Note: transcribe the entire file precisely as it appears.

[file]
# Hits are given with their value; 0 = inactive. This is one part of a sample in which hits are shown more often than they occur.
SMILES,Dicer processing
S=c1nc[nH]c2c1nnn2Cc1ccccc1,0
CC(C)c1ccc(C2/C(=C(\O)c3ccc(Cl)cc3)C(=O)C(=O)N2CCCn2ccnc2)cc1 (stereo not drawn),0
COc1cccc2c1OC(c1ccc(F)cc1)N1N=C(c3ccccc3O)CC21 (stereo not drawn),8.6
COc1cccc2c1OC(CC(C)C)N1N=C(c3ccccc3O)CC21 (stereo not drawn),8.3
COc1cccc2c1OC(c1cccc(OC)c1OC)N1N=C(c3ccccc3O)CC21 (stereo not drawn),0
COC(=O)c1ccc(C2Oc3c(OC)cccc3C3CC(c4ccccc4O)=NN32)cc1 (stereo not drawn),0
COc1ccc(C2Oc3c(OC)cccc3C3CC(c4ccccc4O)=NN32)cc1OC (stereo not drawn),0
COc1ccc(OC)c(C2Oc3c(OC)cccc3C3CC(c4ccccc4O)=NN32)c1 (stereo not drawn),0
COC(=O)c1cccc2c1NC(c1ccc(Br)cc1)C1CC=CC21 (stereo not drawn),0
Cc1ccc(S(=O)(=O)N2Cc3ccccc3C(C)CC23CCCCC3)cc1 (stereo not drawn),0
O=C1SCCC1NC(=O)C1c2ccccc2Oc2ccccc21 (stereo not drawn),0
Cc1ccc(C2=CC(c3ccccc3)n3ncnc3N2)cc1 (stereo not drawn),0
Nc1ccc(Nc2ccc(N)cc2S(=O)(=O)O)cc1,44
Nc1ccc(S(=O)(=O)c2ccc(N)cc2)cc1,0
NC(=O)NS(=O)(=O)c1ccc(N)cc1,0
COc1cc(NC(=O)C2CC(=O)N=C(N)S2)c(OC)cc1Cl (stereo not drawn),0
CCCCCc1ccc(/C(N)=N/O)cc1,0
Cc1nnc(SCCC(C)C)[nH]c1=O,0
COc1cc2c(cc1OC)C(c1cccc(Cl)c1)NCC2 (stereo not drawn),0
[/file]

# Hits are given with their value; 0 = inactive. This is one part of a sample in which hits are shown more often than they occur.
SMILES,Dicer processing
S=c1nc[nH]c2c1nnn2Cc1ccccc1,0
CC(C)c1ccc(C2/C(=C(\O)c3ccc(Cl)cc3)C(=O)C(=O)N2CCCn2ccnc2)cc1 (stereo not drawn),0
COc1cccc2c1OC(c1ccc(F)cc1)N1N=C(c3ccccc3O)CC21 (stereo not drawn),8.6
COc1cccc2c1OC(CC(C)C)N1N=C(c3ccccc3O)CC21 (stereo not drawn),8.3
COc1cccc2c1OC(c1cccc(OC)c1OC)N1N=C(c3ccccc3O)CC21 (stereo not drawn),0
COC(=O)c1ccc(C2Oc3c(OC)cccc3C3CC(c4ccccc4O)=NN32)cc1 (stereo not drawn),0
COc1ccc(C2Oc3c(OC)cccc3C3CC(c4ccccc4O)=NN32)cc1OC (stereo not drawn),0
COc1ccc(OC)c(C2Oc3c(OC)cccc3C3CC(c4ccccc4O)=NN32)c1 (stereo not drawn),0
COC(=O)c1cccc2c1NC(c1ccc(Br)cc1)C1CC=CC21 (stereo not drawn),0
Cc1ccc(S(=O)(=O)N2Cc3ccccc3C(C)CC23CCCCC3)cc1 (stereo not drawn),0
O=C1SCCC1NC(=O)C1c2ccccc2Oc2ccccc21 (stereo not drawn),0
Cc1ccc(C2=CC(c3ccccc3)n3ncnc3N2)cc1 (stereo not drawn),0
Nc1ccc(Nc2ccc(N)cc2S(=O)(=O)O)cc1,44
Nc1ccc(S(=O)(=O)c2ccc(N)cc2)cc1,0
NC(=O)NS(=O)(=O)c1ccc(N)cc1,0
COc1cc(NC(=O)C2CC(=O)N=C(N)S2)c(OC)cc1Cl (stereo not drawn),0
CCCCCc1ccc(/C(N)=N/O)cc1,0
Cc1nnc(SCCC(C)C)[nH]c1=O,0
COc1cc2c(cc1OC)C(c1cccc(Cl)c1)NCC2 (stereo not drawn),0